Final Exam Notes

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University of Toronto Scarborough
Biological Sciences
Mary Olaveson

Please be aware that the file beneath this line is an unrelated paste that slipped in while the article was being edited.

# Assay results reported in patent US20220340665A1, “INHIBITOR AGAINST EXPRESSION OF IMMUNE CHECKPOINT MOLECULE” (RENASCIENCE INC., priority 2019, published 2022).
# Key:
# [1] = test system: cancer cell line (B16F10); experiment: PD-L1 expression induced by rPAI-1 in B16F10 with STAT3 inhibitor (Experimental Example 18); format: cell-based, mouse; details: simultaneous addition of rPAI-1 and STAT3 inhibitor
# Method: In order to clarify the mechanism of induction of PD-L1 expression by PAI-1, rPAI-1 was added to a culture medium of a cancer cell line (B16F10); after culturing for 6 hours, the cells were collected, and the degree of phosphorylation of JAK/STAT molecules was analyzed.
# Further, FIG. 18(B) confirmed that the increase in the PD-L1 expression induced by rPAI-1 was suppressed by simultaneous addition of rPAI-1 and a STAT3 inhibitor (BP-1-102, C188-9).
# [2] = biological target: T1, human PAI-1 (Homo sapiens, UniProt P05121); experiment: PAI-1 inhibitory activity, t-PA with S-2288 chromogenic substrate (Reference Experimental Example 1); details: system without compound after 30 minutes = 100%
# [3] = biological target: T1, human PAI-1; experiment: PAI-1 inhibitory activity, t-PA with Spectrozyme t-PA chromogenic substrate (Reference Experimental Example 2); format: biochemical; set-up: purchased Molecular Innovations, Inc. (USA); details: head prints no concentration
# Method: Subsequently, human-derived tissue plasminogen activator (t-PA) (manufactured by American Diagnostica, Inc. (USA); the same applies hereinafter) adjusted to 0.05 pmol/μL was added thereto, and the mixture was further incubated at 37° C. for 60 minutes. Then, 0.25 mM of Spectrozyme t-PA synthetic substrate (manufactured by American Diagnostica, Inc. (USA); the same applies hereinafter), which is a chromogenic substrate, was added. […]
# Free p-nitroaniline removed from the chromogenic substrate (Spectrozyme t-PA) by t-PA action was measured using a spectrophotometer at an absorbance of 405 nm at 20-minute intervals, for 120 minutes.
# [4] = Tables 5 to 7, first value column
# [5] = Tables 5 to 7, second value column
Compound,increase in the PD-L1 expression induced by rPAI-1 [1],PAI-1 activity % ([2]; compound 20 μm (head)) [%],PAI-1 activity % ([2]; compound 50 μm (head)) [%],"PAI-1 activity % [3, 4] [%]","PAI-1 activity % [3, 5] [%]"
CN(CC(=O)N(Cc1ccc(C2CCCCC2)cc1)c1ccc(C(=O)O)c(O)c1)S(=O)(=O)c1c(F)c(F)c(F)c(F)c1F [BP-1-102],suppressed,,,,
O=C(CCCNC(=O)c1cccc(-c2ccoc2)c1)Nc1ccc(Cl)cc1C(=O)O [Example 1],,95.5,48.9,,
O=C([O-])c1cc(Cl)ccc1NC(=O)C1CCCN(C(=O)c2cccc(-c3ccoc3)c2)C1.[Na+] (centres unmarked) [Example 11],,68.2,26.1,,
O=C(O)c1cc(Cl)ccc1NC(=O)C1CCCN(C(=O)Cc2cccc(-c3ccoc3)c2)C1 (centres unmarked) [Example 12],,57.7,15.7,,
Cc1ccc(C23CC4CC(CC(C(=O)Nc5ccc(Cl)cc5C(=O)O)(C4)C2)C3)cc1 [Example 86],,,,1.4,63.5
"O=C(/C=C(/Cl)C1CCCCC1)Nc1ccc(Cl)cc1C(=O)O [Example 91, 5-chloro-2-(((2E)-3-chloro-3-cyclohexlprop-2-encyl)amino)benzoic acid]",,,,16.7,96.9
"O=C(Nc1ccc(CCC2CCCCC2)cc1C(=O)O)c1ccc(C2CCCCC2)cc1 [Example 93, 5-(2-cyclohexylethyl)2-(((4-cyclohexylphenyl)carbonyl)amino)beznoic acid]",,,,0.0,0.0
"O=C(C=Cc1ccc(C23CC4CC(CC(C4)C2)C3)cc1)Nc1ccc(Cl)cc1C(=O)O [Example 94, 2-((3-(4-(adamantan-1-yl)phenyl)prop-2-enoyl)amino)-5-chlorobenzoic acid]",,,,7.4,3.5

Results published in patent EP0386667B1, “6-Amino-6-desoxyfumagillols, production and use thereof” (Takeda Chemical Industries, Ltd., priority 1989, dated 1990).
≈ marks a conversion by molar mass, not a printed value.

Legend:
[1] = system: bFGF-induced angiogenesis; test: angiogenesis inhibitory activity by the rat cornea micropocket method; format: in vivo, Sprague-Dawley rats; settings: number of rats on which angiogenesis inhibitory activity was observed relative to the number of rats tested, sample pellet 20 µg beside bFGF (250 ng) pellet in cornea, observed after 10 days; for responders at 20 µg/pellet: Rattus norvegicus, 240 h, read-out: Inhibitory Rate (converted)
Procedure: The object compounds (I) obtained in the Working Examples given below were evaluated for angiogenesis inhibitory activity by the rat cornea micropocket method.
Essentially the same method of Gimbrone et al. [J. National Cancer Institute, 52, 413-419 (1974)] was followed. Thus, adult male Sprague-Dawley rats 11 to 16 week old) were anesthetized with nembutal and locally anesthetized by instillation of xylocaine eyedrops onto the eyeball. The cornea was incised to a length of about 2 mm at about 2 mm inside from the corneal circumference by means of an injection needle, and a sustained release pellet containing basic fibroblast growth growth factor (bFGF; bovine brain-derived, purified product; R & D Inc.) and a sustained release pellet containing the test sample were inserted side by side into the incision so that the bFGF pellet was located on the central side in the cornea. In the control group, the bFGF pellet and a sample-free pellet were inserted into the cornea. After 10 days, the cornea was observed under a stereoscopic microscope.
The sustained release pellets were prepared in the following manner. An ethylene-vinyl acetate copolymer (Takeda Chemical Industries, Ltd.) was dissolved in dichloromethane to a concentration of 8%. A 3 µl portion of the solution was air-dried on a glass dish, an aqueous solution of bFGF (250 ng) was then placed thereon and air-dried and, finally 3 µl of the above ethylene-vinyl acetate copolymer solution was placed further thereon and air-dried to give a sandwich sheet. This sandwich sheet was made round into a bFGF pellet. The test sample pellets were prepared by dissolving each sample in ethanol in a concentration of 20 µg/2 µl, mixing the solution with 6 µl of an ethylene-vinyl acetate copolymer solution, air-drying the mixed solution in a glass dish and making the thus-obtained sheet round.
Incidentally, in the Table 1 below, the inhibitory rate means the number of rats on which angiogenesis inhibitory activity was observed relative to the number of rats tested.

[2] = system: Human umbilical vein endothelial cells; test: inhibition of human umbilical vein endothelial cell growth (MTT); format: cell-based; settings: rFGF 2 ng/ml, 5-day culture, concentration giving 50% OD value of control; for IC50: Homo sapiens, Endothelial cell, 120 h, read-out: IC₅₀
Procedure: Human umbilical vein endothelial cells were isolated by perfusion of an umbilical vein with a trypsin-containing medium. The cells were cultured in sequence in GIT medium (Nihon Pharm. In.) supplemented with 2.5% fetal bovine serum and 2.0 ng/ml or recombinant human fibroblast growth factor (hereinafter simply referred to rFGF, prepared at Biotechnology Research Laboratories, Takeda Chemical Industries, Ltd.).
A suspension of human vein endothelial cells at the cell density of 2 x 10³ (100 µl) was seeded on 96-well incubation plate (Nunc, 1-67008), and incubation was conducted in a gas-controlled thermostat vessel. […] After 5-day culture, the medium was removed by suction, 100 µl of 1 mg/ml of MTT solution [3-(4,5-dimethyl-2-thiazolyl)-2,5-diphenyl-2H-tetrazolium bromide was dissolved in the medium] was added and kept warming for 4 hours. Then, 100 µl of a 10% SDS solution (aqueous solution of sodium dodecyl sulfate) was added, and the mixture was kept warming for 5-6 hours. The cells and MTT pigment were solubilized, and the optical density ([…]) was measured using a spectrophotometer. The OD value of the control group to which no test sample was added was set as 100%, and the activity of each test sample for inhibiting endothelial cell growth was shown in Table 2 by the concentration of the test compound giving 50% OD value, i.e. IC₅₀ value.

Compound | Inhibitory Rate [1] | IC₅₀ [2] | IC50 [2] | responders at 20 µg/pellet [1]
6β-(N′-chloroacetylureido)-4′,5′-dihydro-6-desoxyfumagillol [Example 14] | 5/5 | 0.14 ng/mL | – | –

Photosynthesis (chapter 7, 8, 9) Thylakoids (H20 is oxidized): H20 + light energy O2 + ATP + NADPH Stroma (carbon fixation, C02 is reduced): CO2 + ATP + NADPH (CH2O) = C02 + H20 (CH20) + O2 keq= 10 -500 (light driven redox process) Hill reaction: thylakoids were isolated & given light. O2 was released and reduction of Fe happened 3+ 2+ rather than C02 reduction. 4Fe + 2H2O 4Fe + O2 + 4H+ Artificial electron acceptor showed how photosynthesis & respiration worked Light has electric and magnetic field components (electromagnetic). Energy moves in wave w defined wavelength and frequency. Energy moves as particle in packets of energy called photons (quantum). Energy of photon is inversely related to its wavelength. Electromagnetic spectrum: shows type of radiation , F, E (gamma, xrays) , F, E (radio waves) The visible spectrum can be utilized and absorbed by plants (= 400-700nm) Fig 7.3 solar spectrum and relation to absorption of chlorophyll of light energy. - Top curve is energy of output of sun as function of wavelength - Second curve is energy that strikes Earth surface. It is less bc some energy is absorbed by water vapor in atmosphere. - Third curve is absorption spectrum of chlorophyll which strongly absorbs in blue (430nm) and red (660nm) spectrum portions. When a photon of light is absorbed by chlorophyll pigment, the electron distribution is altered, and some electrons move away from nucleus. The chlorophyll molecule then goesback to ground state. Chl + photon (ground state) Chl* (excited state; altered e- distribution) 4 routes to dissipate energy from lowest excited state: Note: photosynthesis doesnt use 1&2, 3&4 need to occur rapidly to compete w 1&2 1. Heat 2. Fluorescence: Re-emit photon of longer i.e. less energy bc some of energy already lost as heat 3. Resonance transfer: energy transfer to another molecule, usually chlorophyll & its physical energy transfer 4. Photochemistry: electron transfer from donor to acceptor Fig 7.5: light absorption and emission by chlorophyll. Blue light (E photon,) Red light (E photon,) - All absorption of light can lead to at least the lowest excitable state which drives photochemical and resonance transfer. The highest excited state is not very useful so it quickly dissipates to the lowest excited state. Red light is just as good at driving photosynthesis as blue light. Chlorophyll a & b have small structural differences but in general are a porphyrin-like ring structure w central Mg and hydrophobic tail that allows for effective interaction w hydrophobic bilayer of thylakoid membrane. Chlorophyll strongly absorbs in blue (430nm) and red (660nm) absorption spectrum. Carotenoids are orange, accessory pigments for photosynthesis that absorb 400-500nm of light and transfer them to chlorophyll for photosynthesis. Carotenoids use that chlorophyll isnt able to use. They have a photoprotective role to protect organism from damage caused by light. Chlorophyll B are different bc 1 functional group on ring is different- different absorption spectrum. Bacteriochlorophyll a & bilin pigments are found in photosynthetic bacteria. Common to all is the complex ring structure. Fig 7.7 Absorption spectra of photosynthetic pigments dissolved in nonpolar solvents. However, the true absorption spectrum of the pigments is dependent on membranes environment. Pigments shown in this figure are Curve 1= bacteriochlorophyll a, Curve 2=chlorophyll a, Curve 3=chlorophyll b, Curve 4=phycoerythrobilin, Curve 5=B carotene. Fig 7.8 Absorption spectra compared w action spectra Absorption spectra: effectiveness of chlorophyll molecule to absorb different light . Action spectra: effectiveness of different light to drive some biological process(here it is O2 evolution) - There is a very close match btw absorption and action spectra. To measure O2 concentration, light was shined onto the alga (spirogyra)s chloroplast. Aerotactic bacteria aggregated at O2 regions (in spectrum region where chlorophyll absorbed most effectively Blue, Red). It was first indication of effectiveness of light absorbed by accessory pigments in driving photosynthesis. Fig 7.11 Relationship of oxygen production to flash energy Chlorella- short light flashes of different intensity, O2 release was measured, O2 release saturated at high intensity. They thought that 1chlorophyll would yield 1 O2. However, the finding was that 2500 chlorophyll molecules would release 1 O2 at saturating energies. This was done by quantifying chlorophyll amount and O2 amount and forming a ratio. Reasons for 1 O22500 chlorophylls: 1. Hundreds of chlorophylls absorb light and transfer energy via resonance transfer until its all funneled to 1 chlorophyll molecule (reaction center). Electron transfer then happens. 2. Each reaction center needs to operate 4 times to generate 1 O2. 3. 2 different types of reaction centers (photosystems) working in series Fig 7.10 Basic concept of energy transfer during photosynthesis 2 stages: (1) Physical transfer: many chlorophyll pigments collect light and transfer it via resonance transfer to reaction center. (2) chemical reactions store some of energy in reaction center by transferring e- to an acceptor mol. An e- donor then reduces the chlorophyll reaction center again. A. Red drop effect not consistent w findings. Quantum yield = # of photochemical produces total # of quanta absorbed Far red light (> 680nm) is inefficient at driving photosynthesis. Quantum yield of O2 evolution falls off drastically for far-red light of wavelengths > 680n meaning that red light alone isnt enough at driving photosynthesis. The dip near 500nm reflects the lower efficiency of photosynthesis using light absorbed by accessory pigments (carotenoids). B. Emerson enhancement effect: the rate of photosynthesis when red and far-red light are given together is greater than the sum of the rates when they are given apart. The enhancement effect provided proof that photosynthesis is carried out by 2 photochemical systems working in tandem but slightly different optima. 2 photosystems working in series: 2 physically and chemically different, each w own chlorophyll antenna pigments and reaction center. Both are liked by electron transport chain. PS II 690nm absorption maxima, poor absorption of far red (P680 reaction center), in grana lamellae PS I 700nm absorption maxima (P700 reaction center), in stroma lamellae The Z scheme (zig zag scheme) Red light is absorbed by PSII producing strong oxidant and weak reductant. Far red light is absorbed by PSI and produces strong reductant and weak oxidant. The strong oxidant generated by PSII oxidizes water while the strong reductant produced by PSI reduces NADP+. The reductant produced by PSII re-reduces oxidant produced by PSI. Fig 7.16 Schematic picture of overall organization of chloroplast membranes Chloroplast is surrounded by inner and outer membranes (envelopes, lipid bilayer).